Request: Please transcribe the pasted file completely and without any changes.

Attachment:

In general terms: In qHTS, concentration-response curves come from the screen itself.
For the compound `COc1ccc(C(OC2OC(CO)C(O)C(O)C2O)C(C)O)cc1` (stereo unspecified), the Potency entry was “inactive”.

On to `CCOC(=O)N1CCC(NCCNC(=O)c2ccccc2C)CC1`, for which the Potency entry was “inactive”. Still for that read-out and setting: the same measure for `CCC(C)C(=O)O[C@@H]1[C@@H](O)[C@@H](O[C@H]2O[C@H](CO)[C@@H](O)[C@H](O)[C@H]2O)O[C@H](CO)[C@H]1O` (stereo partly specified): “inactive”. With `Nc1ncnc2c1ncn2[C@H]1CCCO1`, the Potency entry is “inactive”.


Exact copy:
In general terms: In qHTS, concentration-response curves come from the screen itself.
For the compound `COc1ccc(C(OC2OC(CO)C(O)C(O)C2O)C(C)O)cc1` (stereo unspecified), the Potency entry was “inactive”.

On to `CCOC(=O)N1CCC(NCCNC(=O)c2ccccc2C)CC1`, for which the Potency entry was “inactive”. Still for that read-out and setting: the same measure for `CCC(C)C(=O)O[C@@H]1[C@@H](O)[C@@H](O[C@H]2O[C@H](CO)[C@@H](O)[C@H](O)[C@H]2O)O[C@H](CO)[C@H]1O` (stereo partly specified): “inactive”. With `Nc1ncnc2c1ncn2[C@H]1CCCO1`, the Potency entry is “inactive”.